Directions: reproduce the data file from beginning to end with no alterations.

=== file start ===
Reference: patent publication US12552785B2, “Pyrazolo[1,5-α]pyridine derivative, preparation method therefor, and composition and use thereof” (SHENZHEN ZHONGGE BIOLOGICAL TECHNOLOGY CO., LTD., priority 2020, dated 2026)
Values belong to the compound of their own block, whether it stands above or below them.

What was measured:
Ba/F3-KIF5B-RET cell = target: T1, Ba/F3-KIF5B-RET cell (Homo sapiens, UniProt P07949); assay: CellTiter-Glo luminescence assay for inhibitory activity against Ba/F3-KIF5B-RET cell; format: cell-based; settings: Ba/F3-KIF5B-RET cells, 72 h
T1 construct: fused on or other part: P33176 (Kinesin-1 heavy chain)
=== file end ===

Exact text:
Reference: patent publication US12552785B2, “Pyrazolo[1,5-α]pyridine derivative, preparation method therefor, and composition and use thereof” (SHENZHEN ZHONGGE BIOLOGICAL TECHNOLOGY CO., LTD., priority 2020, dated 2026)
Values belong to the compound of their own block, whether it stands above or below them.

What was measured:
Ba/F3-KIF5B-RET cell = target: T1, Ba/F3-KIF5B-RET cell (Homo sapiens, UniProt P07949); assay: CellTiter-Glo luminescence assay for inhibitory activity against Ba/F3-KIF5B-RET cell; format: cell-based; settings: Ba/F3-KIF5B-RET cells, 72 h
T1 construct: fused on or other part: P33176 (Kinesin-1 heavy chain)